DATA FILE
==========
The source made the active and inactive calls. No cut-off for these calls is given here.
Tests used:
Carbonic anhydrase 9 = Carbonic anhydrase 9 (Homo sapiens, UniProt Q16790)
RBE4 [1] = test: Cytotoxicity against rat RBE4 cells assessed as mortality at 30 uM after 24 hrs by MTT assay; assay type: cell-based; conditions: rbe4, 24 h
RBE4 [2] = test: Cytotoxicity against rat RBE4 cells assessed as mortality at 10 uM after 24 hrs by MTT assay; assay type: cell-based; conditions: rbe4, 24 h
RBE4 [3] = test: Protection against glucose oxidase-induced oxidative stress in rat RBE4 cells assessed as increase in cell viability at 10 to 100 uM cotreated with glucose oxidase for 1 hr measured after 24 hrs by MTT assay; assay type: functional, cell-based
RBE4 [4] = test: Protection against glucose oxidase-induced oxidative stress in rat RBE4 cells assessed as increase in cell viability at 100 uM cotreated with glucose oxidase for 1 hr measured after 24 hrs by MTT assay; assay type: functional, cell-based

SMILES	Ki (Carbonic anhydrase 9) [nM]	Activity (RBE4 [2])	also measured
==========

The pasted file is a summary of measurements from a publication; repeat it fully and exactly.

The source made the active and inactive calls. No cut-off for these calls is given here.
Tests used:
Carbonic anhydrase 9 = Carbonic anhydrase 9 (Homo sapiens, UniProt Q16790)
RBE4 [1] = test: Cytotoxicity against rat RBE4 cells assessed as mortality at 30 uM after 24 hrs by MTT assay; assay type: cell-based; conditions: rbe4, 24 h
RBE4 [2] = test: Cytotoxicity against rat RBE4 cells assessed as mortality at 10 uM after 24 hrs by MTT assay; assay type: cell-based; conditions: rbe4, 24 h
RBE4 [3] = test: Protection against glucose oxidase-induced oxidative stress in rat RBE4 cells assessed as increase in cell viability at 10 to 100 uM cotreated with glucose oxidase for 1 hr measured after 24 hrs by MTT assay; assay type: functional, cell-based
RBE4 [4] = test: Protection against glucose oxidase-induced oxidative stress in rat RBE4 cells assessed as increase in cell viability at 100 uM cotreated with glucose oxidase for 1 hr measured after 24 hrs by MTT assay; assay type: functional, cell-based

SMILES	Ki (Carbonic anhydrase 9) [nM]	Activity (RBE4 [2])	also measured